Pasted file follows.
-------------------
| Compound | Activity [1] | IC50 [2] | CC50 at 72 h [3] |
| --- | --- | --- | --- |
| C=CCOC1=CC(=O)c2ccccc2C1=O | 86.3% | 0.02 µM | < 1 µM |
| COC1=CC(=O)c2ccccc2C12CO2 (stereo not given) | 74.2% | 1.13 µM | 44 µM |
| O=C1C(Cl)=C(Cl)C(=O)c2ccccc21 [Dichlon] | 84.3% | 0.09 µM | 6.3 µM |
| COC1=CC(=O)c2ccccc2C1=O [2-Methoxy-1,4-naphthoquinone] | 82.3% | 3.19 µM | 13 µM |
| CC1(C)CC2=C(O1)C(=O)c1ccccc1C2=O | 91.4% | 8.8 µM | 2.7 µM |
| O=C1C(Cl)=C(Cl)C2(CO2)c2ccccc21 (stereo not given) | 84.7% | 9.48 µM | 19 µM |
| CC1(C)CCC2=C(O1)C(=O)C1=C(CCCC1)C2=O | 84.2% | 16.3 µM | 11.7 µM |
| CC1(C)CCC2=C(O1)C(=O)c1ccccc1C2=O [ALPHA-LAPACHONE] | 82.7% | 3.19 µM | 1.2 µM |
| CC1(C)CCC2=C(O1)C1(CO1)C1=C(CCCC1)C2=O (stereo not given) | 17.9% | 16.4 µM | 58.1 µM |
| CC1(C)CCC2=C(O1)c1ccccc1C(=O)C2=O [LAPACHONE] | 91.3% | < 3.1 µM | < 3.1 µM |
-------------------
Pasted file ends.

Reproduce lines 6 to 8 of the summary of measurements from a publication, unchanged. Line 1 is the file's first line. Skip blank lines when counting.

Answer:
| COC1=CC(=O)c2ccccc2C1=O [2-Methoxy-1,4-naphthoquinone] | 82.3% | 3.19 µM | 13 µM |
| CC1(C)CC2=C(O1)C(=O)c1ccccc1C2=O | 91.4% | 8.8 µM | 2.7 µM |
| O=C1C(Cl)=C(Cl)C2(CO2)c2ccccc21 (stereo not given) | 84.7% | 9.48 µM | 19 µM |